Bob Pulford, who has been not so much patient as inert during his 12 years as general manager of the Blackhawks, has made a number of wise deals since the arrival of Keenan. The bargain-basement acquisition of goaltender Alain Chevrier from the Winnipeg Jets last season closed what seemed to be a funnel into the Chicago net. Creighton responded grandly after being acquired from the Buffalo Sabres in December 1988 for veteran right wing Rick Vaive. For cash and a combination of late-round draft picks, Pulford also has made the Hawks tougher by adding wings Al Secord, Wayne Van Dorp and Jocelyn Lemieux, who came from the Flyers, the Sabres, and the Montreal Canadiens, respectively. And Pulford acquired another goalie, Jacques Cloutier, formerly of the Sabres, who has come in handy since Chevrier has not been playing as well this season as he did last.
Six of the Blackhawks' top eight scorers, however, are from the pre-Keenan era, which suggests that the coach, not Pulford's acquisitions, is the main reason for Chicago's turnaround. Troy Murray, whose career had gone backward after a 99-point performance in 1985-86, is playing with renewed vigor. Defenseman Keith Brown, who had not lived up to his potential as the seventh selection in the '79 draft, has at long last arrived. Defenseman Doug Wilson, a Norris Trophy winner in '82 but an oft-injured and declining player in recent years, is a candidate to be the league's best defenseman again. Right wing Steve Larmer, who has not missed a game in eight seasons, has broken his pack-a-day cigarette habit and discovered that he has one more forward gear.
"This is an extremely respectful group of players here," says Keenan. "They showed that all the way back on Day One last year. They wanted change, wanted to improve. But they had to be educated as to what was necessary."
Early last season, Savard, Chicago's leading individualist, attempted to leave a strenuous practice before Keenan was ready to end it. Before Savard could get through the gate, he was chased down and chastised by Wilson and Brown. Savard apologized the next day, and Keenan, stressing that he had been more than pleased with Savard's efforts before the incident, dismissed it as merely an overreaction by the moody player to a bad game the night before.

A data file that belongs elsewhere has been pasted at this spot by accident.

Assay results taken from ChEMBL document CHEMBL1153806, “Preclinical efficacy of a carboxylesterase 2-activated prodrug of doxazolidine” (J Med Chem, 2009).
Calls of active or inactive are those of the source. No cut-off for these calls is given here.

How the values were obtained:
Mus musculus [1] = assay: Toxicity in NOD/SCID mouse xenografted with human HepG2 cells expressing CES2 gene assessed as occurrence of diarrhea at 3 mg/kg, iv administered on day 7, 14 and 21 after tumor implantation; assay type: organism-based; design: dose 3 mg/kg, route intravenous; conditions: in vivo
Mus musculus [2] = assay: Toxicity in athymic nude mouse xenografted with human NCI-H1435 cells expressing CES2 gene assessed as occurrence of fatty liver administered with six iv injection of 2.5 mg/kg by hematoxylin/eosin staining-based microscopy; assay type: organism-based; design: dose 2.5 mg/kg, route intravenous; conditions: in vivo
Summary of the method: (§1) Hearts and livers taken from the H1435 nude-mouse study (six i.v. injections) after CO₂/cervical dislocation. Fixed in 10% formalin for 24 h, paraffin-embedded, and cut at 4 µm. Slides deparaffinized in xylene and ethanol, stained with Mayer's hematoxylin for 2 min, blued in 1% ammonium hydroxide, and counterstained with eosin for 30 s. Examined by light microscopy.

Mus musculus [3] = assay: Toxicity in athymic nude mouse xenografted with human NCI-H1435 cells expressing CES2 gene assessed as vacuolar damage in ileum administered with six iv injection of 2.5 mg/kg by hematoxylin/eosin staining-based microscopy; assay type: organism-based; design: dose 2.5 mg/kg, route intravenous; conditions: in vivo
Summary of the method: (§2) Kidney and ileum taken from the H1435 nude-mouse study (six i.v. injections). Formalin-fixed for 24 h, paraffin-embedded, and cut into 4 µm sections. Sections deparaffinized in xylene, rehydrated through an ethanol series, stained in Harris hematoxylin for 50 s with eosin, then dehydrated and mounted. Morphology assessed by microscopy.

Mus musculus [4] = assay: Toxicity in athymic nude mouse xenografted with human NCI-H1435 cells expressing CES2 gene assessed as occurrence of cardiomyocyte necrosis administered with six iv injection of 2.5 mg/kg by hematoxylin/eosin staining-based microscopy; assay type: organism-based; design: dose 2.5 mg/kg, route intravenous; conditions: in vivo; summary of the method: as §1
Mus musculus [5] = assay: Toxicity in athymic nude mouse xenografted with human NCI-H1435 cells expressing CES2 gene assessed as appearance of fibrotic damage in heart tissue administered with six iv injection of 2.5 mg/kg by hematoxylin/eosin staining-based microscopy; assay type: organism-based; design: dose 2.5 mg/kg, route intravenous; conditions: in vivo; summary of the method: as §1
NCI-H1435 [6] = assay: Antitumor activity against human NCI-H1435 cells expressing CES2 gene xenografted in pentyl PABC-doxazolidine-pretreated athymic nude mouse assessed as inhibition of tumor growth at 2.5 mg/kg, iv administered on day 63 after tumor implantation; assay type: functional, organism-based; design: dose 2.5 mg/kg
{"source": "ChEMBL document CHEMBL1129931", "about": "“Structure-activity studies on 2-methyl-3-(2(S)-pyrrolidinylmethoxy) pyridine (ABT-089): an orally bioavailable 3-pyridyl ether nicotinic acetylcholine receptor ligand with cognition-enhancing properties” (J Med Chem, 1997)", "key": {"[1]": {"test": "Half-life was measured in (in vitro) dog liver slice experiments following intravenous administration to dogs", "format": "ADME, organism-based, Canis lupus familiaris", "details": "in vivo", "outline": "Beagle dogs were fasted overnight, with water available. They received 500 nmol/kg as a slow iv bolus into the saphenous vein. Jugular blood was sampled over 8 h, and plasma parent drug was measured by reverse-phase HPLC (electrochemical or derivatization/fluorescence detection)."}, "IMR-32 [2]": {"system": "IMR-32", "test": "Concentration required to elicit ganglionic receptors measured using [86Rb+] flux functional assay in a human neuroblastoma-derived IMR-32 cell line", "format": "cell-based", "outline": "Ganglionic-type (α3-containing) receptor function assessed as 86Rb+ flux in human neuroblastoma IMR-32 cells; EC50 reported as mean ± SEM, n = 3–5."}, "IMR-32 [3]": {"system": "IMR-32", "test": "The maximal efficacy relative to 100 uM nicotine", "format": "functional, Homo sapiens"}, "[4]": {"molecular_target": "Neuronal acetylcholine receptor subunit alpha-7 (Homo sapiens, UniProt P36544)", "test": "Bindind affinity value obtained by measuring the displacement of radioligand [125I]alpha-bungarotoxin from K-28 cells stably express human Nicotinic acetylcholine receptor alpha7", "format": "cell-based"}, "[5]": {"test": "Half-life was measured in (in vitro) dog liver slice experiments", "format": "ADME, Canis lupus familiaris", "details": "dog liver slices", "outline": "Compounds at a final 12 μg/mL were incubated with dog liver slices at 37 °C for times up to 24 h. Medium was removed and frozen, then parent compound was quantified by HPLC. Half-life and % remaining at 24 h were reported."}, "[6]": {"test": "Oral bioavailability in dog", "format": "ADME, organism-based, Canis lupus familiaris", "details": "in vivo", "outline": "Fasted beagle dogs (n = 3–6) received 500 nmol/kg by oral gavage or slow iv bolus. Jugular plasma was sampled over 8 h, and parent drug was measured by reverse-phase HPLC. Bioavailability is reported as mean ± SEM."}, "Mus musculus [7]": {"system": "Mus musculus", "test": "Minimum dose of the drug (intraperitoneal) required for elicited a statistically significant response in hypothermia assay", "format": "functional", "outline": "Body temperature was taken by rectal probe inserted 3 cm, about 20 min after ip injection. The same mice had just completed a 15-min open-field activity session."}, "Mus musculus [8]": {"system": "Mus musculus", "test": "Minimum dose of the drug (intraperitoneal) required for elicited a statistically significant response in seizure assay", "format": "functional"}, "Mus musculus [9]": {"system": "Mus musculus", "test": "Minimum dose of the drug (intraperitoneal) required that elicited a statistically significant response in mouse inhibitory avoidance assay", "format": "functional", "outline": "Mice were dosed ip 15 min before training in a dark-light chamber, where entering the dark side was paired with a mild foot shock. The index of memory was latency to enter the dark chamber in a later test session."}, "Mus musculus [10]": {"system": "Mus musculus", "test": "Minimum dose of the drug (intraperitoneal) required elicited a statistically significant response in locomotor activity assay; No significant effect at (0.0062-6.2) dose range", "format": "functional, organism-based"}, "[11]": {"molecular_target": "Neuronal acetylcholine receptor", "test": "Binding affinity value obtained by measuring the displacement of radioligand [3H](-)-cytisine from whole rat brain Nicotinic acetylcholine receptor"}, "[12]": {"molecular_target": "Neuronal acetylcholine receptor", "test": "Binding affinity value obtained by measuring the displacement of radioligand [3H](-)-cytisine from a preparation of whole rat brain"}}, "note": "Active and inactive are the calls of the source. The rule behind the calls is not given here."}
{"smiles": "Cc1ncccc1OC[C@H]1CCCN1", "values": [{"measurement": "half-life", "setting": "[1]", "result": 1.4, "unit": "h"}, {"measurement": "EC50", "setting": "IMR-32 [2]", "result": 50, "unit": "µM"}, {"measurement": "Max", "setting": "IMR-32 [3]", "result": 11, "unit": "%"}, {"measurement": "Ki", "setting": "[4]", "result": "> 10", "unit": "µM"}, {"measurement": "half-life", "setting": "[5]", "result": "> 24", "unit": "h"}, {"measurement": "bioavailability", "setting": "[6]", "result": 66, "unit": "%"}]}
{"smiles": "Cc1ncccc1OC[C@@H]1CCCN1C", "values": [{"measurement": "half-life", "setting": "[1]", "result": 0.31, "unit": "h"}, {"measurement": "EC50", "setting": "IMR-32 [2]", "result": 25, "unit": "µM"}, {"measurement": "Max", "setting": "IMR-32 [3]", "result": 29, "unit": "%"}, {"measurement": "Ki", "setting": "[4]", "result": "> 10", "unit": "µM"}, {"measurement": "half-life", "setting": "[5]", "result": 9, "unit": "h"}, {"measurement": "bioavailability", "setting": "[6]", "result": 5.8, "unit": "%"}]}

"I totally lost my mind that day," Savard says. "I never had any real problem with Mike. We're both emotional and intense, and we both want to win, and he's made me learn how. The challenges we have back and forth are positive, not negative."
Those challenges go something like this during a game: "Get the puck in deep!" screams Keenan after Savard has come to the blue line on a 3-on-3, tried his patented spin moves and lost the puck. "Play for the team!"
"I am playing for the team," Savard yells back. "I'm trying to make a play and score a goal and help the team."
"In deep!" snaps Keenan.
So the next time Savard has the puck, he throws it into the offensive end, which is standard procedure for all the Blackhawks. Then the first Hawk into the offensive zone forechecks a defenseman, nose-first, into the glass. The second man in jumps to the puck, and, if all goes according to plan, soon the Chicago Stadium foghorn—a sound dreaded by all visiting teams—goes off, signaling a Blackhawk goal. The Hawks, who last season allowed an average of 31 shots on goal per game, have cut that to a very respectable average of 27 per game. The goaltending still worries Keenan. Twelve times he has changed goalies in the middle of a game. But the Blackhawks are scoring plenty of goals by playing the relentless, in-your-face hockey that characterized Keenan's teams in Philadelphia.
Meanwhile, the same Keenan watchers who knew it was only a matter of time until the Blackhawks began jumping to their coach's commands are starting to wonder if what happened in Philadelphia will also occur in Chicago. Flyer general manager Bobby Clarke fired Keenan in May 1988 after a 38-33-9 season and a first-round playoff loss.
"There was nothing left between Mike and the players," said Clarke. Perhaps more to the point, there was little left between Keenan and Clarke, who felt Keenan was destroying the confidence of the young players with his harsh language and quick hooks. Keenan, who had taken a rookie-laden team to the Stanley Cup finals in 1985, didn't think that a number of his '88 batch of Flyer kids were worthy of his confidence. He also felt that Clarke undermined him by lending a sympathetic ear to players' complaints. The relationship between the two men, though outwardly polite, deteriorated.